People often ask how we do what we do. This series explains…
We use book covers all over the Pragmatic online store: on the book pages, in the order summary, on your bookshelf listing, and so on. We display the images in five different sizes, from 40x48 thumbnails up to full-size 72dpi images. And, to make life even more interesting, we overlay those images with variable little icons to show that the book is in beta, that an eBook update is available, and so on.
Being pragmatic (read “lazy”) we didn’t want to manage all those combinations manually, so Mike Clark and John Long cooked up the software and CSS to make it all automatic.
It all starts on my desktop machine, where I use InDesign to create the covers that I’ll send to the printer. As a part of that process, I export full-size 72dpi and 300dpi JPEG versions of the front cover. Our production folks check these images out of our repository and upload them to our admin system.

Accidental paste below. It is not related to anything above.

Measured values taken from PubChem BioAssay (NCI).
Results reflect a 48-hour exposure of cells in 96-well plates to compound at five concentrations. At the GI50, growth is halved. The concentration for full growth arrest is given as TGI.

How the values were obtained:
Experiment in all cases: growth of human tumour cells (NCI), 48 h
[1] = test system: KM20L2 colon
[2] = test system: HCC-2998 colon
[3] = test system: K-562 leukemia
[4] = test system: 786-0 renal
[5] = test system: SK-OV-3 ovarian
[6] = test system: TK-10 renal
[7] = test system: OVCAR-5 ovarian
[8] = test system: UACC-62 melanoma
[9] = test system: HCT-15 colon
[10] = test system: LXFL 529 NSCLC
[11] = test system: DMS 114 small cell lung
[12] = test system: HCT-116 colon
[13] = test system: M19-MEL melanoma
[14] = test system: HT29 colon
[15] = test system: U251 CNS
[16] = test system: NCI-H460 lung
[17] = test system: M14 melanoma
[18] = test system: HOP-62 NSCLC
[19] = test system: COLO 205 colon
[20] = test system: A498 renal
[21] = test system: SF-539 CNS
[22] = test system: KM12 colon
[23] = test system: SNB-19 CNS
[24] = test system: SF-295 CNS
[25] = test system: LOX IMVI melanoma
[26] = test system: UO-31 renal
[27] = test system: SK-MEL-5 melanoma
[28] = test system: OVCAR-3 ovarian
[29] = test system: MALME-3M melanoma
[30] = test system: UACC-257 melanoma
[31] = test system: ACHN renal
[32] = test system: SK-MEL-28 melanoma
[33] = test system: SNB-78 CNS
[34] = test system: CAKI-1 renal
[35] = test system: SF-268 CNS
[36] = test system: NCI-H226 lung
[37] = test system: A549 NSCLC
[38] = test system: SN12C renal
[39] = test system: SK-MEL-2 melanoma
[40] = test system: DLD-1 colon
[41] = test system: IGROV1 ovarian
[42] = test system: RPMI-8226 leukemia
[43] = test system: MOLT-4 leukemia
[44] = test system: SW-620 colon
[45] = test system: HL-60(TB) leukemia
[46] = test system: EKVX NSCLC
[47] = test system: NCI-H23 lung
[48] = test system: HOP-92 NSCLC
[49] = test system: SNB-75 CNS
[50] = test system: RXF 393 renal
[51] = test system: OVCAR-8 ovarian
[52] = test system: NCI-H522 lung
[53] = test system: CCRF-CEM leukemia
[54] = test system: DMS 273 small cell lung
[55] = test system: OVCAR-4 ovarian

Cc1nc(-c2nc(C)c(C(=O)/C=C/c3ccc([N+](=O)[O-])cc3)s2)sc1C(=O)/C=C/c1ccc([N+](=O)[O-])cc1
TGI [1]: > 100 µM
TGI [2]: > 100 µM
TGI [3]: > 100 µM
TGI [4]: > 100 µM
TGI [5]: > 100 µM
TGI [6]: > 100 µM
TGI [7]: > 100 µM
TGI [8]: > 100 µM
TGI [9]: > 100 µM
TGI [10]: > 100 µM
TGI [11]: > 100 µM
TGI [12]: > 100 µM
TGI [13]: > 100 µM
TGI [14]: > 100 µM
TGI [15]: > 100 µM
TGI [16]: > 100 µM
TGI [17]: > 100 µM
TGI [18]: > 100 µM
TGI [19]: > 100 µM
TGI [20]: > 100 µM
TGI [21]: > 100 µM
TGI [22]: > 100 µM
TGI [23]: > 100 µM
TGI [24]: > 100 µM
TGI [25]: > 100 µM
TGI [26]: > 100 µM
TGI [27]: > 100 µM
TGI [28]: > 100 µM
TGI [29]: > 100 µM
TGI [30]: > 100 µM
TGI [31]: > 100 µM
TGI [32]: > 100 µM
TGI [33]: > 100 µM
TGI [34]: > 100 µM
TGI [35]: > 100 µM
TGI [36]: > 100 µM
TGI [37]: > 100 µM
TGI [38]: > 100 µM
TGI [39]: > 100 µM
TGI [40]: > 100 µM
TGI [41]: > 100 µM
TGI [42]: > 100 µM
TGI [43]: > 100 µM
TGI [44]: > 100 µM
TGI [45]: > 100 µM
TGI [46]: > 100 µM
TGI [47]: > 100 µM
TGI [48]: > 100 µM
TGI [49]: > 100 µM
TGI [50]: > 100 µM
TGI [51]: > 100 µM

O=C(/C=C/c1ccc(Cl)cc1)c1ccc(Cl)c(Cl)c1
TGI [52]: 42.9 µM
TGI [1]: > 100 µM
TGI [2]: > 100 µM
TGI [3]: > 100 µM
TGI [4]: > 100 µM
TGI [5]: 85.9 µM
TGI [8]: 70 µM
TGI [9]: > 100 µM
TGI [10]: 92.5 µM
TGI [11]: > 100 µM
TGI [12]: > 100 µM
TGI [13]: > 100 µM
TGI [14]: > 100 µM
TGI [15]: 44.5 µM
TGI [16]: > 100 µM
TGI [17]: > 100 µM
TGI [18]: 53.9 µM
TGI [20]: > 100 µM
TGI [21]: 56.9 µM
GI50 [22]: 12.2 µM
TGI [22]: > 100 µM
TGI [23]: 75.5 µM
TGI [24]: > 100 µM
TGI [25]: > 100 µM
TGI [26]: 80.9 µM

Perhaps surprisingly for those used to modern Rails, we don’t use a library such as PaperClip to do this upload. Even if it had been around when we wrote the store, we do enough custom processing that I’m not sure it would have added much value. Instead we just use a raw file_field_tag to upload the full-size JPEG.
We save the original covers away—you can view them by clicking on the large cover image on the main page for each title. We then feed the cover through ImageMagick to create the scaled versions. We could have done this using library calls, but we were concerned about reported memory leaks, and so preferred to shell out:
Next, we create the versions of the covers that have the eBook, beta, and the PDF-out-of-date stamps. There’s a version of each stamp for each different cover size (we tried scaling them down from a large master, but they looked horrible). Here’s the code that generates the two sizes of cover with the eBook stamp:
The code that does the overlaying uses some RMagick magic:
A little processing up front, and we have 16 versions of a book cover all ready to serve in the store. A wee post-deploy hook symlinks the master covers directory into the application each time we update it.
Dave Thomas is one of the Pragmatic Programmers.